BIM and Project Management

Adrian Malone
Building Information Modelling (BIM) sees the adoption of new software tools for the design, construction management, and operation of an asset.

Effective use of these tools can bring significant benefits to the client and project team resulting from efficiency savings through, for example, better co-ordination, richer stakeholder engagement and richer analysis of design information. Better software tools in isolation do not deliver the benefits of BIM, rather they are achieved when BIM software is used as part of a collaborative project process, such as that set out by PAS1192-2.

Better software tools in isolation do not deliver the benefits of BIM, rather they are achieved when BIM software is used as part of a collaborative project process, such as that set out by PAS1192-2.

The BIM process should, wherever possible, commence at the earliest stage of the project. At concept stage this is not about software or 3D modelling, but rather requires that the asset strategy is translated into project specific BIM requirements. Under PAS1192-2 these requirements form part of the Employers Information Requirements (EIR) document which subsequently contributes to the tender requirements at procurement stage.

Support may be required from the project manager to work with stakeholders in the client’s organisation to define the project specific BIM requirements and ensure the EIR is effective in expressing the technical, management, and commercial requirements of the employer.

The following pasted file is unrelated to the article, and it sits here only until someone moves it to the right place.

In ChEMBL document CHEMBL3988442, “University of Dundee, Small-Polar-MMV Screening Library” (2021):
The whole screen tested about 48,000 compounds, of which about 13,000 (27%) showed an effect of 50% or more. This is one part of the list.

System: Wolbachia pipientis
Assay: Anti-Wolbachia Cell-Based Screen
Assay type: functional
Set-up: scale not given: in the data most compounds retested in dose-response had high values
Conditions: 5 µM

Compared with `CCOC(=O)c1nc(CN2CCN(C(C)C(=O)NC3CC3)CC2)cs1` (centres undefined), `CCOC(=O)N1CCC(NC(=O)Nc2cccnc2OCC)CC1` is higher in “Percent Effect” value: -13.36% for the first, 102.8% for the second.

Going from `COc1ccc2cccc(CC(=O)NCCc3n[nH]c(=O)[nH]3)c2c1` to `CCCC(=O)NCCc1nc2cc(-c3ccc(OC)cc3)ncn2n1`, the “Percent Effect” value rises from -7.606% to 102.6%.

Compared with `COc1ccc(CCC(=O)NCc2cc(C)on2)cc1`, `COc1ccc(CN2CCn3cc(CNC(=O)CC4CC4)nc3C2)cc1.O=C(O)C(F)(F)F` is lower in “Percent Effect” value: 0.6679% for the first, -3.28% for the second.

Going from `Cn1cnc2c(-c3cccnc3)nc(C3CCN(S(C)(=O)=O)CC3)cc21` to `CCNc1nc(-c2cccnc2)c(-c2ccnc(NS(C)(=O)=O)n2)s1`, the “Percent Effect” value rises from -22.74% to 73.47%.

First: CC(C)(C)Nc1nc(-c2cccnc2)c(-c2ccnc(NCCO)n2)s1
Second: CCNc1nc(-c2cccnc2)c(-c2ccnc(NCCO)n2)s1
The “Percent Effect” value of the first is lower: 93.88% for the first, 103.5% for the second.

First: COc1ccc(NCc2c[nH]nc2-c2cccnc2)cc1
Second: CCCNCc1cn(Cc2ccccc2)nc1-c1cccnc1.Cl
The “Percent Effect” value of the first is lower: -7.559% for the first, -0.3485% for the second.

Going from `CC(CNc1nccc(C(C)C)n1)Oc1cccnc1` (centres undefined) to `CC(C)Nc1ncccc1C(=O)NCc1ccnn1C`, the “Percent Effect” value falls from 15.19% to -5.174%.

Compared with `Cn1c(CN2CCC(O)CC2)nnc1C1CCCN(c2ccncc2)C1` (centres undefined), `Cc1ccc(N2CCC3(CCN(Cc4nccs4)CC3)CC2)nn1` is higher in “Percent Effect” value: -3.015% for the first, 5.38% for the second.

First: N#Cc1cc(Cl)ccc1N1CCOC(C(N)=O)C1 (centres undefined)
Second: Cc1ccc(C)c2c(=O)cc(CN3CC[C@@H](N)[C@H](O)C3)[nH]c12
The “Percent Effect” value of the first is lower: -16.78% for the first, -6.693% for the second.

The BIM process should, wherever possible, commence at the earliest stage of the project. 

Level 2 BIM has been developed to be compatible with all current common construction contracts. The BIM Protocol, commissioned by the Construction Industry Council has been developed with the purpose of allowing building information models to be specified and developed under current common construction contracts. The project manager may be required to advise the client about procurement options, and with appropriate legal advice tailor the BIM protocol and contract to reflect the client’s BIM requirements.

In the procurement stage under Level 2 BIM, pre-contract BIM Execution Plans (BEP) are prepared by suppliers. The BEP should demonstrate 'the supplier’s proposed approach, capability, capacity and competence to meet the EIR' (BSI: PAS1192-2). Evaluation of tender returns takes on an additional dimension when working with BIM, with BIM competency and BIM related training requirements forming an additional set of requirements to be assessed. Ability to collaborate and work constructively with others is important alongside technical BIM competencies when considering returned tenders.

...BIM provides not only a set of software tools which can provide detailed design and project information, but also a process which must be managed and effectively integrated into the management of the wider project processes and deliverables.

Aligned with the UK Government’s 2016 deadline for adoption of Level 2 BIM, Government Soft Landings (GSL) will also be required by the same deadline for all departments on government construction projects. GSL sets out a framework to strengthen the connection between the CAPEX phase of the asset lifecycle, and OPEX. This framework includes a requirement that users, operators and maintainers are engaged throughout the design and construction processes; GSL also specifies a range of performance metrics to validate that real world asset performance post-handover meets the specification promised by the design with assessment required over a 3 year period post-handover. Whilst the outcome of GSL is the smooth handover of an asset into operation, consideration must be given to the purpose and operational/FM strategy for the asset, and the specification of GSL requirements as part of procurement from the outset.

For the project manager, BIM provides not only a set of software tools which can provide detailed design and project information, but also a process which must be managed and effectively integrated into the management of the wider project processes and deliverables.